Scottish Transport Minister urges fellow Scots to leave the car at home in 2012
Scots encouraged to cycle, walk and use public transport - but opposition say he should set example himself
Scotland’s Transport Minister, Keith Brown, is urging his fellow Scots to leave the car at home and embrace alternatives such as cycling, walking and public transport in the New Year.
The SNP politician, who represents Clackmannanshire and Dunblane, made the call in his New Year Message, published on the Scottish Government website.
However, Mr Brown has been accused of “breathtaking hypocrisy” by Labour’s transport spokeswoman Elaine Murray.
She says that Scotland’s active travel budget had been cut from £25.1 million in 2011/12 to £13.9 million in 2014/15, reports the Evening Times.
Mr Brown opened his message by saying, “Many of us rely on our cars to get about. Personally, my car acts as a mobile office, allowing me to catch up on work in between engagements in a way I wouldn't be able to using other means of transport.
"However, I know that there are journeys I make where I could leave the car at home and often I feel the benefit of doing so.
"We have some of the most stunning scenery in the world right on our doorstep and you really see the best of it if you take a train journey or get out on your bike. Even in our cities, you are never far from some countryside or the sea and you just don't see the best of it sitting in your car.
After outlining public transport options such as train, bus and coach services as well as ferries linking island communities with the mainland, Mr Brown turned his attention to outlining ways in which he claims the Scottish Government is encouraging people to take to bicycles to get around.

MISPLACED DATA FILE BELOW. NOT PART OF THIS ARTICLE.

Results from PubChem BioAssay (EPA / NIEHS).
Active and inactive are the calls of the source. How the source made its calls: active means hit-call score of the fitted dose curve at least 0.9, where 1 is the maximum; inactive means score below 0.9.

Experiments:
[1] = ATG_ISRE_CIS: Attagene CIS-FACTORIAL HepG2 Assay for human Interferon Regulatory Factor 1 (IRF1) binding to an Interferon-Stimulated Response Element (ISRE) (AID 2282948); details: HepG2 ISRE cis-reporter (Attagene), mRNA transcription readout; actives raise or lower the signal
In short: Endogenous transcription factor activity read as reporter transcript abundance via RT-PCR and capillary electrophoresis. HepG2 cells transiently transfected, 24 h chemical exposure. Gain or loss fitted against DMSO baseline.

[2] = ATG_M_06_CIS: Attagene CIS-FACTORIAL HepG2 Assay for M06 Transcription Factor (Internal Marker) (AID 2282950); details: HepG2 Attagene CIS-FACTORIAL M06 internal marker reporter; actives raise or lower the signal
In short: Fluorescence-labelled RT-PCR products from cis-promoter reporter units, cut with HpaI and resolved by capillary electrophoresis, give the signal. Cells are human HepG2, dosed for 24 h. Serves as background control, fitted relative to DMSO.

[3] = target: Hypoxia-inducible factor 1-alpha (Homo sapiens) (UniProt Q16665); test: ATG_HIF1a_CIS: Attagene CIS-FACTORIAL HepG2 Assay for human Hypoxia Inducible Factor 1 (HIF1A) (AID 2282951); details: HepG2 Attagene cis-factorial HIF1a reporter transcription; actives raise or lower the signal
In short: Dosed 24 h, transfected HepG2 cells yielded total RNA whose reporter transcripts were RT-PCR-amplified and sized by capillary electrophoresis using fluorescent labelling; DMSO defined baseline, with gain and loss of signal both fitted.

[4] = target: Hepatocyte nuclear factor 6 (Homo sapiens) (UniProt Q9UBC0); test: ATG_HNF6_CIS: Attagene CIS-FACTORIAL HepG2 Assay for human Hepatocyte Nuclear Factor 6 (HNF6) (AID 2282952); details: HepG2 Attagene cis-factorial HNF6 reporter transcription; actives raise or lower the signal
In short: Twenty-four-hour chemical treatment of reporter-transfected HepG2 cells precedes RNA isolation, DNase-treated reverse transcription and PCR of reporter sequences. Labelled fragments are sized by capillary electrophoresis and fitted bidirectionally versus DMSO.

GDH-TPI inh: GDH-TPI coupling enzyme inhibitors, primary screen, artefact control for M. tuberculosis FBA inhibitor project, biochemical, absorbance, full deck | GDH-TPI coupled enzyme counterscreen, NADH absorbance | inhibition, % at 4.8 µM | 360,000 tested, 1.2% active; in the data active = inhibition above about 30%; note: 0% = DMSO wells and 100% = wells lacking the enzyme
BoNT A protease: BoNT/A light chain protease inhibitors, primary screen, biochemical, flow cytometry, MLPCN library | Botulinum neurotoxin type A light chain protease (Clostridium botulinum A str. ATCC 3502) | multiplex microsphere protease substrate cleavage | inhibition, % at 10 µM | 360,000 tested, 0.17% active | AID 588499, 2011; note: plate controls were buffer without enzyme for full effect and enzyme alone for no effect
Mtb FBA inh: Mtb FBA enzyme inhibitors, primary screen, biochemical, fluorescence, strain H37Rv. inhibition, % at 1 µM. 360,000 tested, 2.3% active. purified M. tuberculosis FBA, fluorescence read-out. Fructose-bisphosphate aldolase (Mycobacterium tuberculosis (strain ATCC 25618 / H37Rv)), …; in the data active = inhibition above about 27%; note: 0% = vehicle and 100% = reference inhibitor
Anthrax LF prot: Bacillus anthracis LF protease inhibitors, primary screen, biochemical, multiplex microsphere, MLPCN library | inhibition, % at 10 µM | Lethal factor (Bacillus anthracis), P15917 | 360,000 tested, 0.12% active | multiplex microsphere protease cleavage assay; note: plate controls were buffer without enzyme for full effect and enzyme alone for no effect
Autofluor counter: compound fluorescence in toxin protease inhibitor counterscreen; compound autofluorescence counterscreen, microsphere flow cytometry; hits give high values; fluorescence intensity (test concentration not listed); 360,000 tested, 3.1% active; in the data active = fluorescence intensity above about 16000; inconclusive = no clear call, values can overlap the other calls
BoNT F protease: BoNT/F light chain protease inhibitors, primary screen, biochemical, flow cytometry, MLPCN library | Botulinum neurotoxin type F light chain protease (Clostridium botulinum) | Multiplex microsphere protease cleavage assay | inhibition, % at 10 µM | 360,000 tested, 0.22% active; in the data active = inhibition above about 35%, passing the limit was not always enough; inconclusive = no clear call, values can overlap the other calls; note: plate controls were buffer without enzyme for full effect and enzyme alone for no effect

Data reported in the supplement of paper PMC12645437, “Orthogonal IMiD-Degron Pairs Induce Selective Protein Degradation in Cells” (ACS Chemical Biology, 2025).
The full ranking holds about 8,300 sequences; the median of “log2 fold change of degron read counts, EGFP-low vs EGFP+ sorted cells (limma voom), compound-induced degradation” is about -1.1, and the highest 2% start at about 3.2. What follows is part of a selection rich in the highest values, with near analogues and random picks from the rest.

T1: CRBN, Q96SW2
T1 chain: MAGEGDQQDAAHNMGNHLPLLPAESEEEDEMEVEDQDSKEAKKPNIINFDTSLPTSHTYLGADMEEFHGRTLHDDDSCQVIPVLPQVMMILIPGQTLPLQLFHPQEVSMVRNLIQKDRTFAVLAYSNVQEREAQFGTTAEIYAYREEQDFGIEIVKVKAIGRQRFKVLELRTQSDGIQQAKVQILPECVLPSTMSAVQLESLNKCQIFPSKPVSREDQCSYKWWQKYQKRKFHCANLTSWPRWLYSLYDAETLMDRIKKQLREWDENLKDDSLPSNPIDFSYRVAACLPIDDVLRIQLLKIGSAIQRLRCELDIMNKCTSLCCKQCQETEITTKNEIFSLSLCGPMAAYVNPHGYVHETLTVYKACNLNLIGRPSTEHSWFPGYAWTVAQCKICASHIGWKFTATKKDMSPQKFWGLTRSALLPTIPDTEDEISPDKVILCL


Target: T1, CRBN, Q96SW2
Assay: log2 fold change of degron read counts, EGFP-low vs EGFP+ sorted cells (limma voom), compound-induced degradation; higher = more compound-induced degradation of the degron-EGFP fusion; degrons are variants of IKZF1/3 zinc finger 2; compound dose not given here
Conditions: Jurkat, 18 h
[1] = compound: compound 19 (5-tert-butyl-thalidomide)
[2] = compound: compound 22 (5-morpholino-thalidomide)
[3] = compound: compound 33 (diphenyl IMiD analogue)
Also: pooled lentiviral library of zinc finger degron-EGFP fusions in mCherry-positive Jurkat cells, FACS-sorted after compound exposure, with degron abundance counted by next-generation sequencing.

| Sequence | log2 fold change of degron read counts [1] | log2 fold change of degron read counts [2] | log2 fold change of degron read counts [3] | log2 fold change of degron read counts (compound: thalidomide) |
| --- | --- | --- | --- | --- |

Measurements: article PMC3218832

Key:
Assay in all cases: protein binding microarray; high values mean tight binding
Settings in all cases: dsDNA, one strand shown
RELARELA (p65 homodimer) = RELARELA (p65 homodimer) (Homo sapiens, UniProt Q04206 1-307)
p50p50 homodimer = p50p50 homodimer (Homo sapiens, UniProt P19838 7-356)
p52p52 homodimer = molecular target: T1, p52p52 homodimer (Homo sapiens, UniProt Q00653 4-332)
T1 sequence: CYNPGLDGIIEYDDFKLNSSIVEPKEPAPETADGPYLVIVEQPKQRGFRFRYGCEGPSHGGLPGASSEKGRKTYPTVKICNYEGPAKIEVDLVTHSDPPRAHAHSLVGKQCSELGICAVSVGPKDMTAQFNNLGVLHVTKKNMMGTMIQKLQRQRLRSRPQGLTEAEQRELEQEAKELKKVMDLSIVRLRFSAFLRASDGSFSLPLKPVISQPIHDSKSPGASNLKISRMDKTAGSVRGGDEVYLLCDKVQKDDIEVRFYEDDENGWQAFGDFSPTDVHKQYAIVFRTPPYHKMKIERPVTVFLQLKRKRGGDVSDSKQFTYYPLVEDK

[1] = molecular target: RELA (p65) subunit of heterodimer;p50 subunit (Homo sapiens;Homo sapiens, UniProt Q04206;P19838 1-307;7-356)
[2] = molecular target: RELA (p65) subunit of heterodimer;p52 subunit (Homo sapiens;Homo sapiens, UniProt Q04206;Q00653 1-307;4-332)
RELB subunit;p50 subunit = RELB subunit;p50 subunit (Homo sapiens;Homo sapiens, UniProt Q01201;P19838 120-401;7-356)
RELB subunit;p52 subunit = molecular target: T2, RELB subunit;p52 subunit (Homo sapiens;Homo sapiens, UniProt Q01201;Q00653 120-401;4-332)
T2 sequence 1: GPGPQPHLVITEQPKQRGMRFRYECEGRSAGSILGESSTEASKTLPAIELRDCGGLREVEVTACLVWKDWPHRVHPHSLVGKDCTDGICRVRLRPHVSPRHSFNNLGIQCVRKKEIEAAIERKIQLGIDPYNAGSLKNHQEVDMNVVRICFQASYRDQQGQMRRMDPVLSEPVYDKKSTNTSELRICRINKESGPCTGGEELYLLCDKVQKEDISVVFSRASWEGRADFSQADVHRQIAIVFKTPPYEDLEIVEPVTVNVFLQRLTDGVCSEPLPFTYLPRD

"Cycling in Scotland is more accessible than ever and a great way to get some exercise without having to fit a gym session into your day.
“We are investing in infrastructure such as cycle paths and cycle lanes, as well as campaigns aimed at raising driver awareness of cyclists, all of which is making cycling safer.
“We are also trying to encourage children to get involved in cycling from an early age with our cycle training in primary schools programme.
"I took part in Pedal for Scotland back in September and was impressed that 14,000 people turned out for this great even, a sign that cycling is growing in popularity.
"Finally,” concluded the minister, “the most sustainable mode of transport of all is your feet! Short journeys can often be made on foot and walking is a great way to stay active, clear your head and reduce your carbon footprint all at once.
"We are fortunate in Scotland to have a range of transport options available to us and I would encourage people to explore more of these in 2012."
However, Ms Murray said that Mr Brown should himself seek to set an example to others.
“If we are serious about cutting our carbon emissions and making 10% of trips by 2020 by bike, we must make walking and cycling become a more convenient, attractive and realistic choice for short journeys,” she maintained.
“Keith Brown should make 2012 the year he starts practising what he preaches and he gets out his petrol-guzzling ministerial limo and on his bike."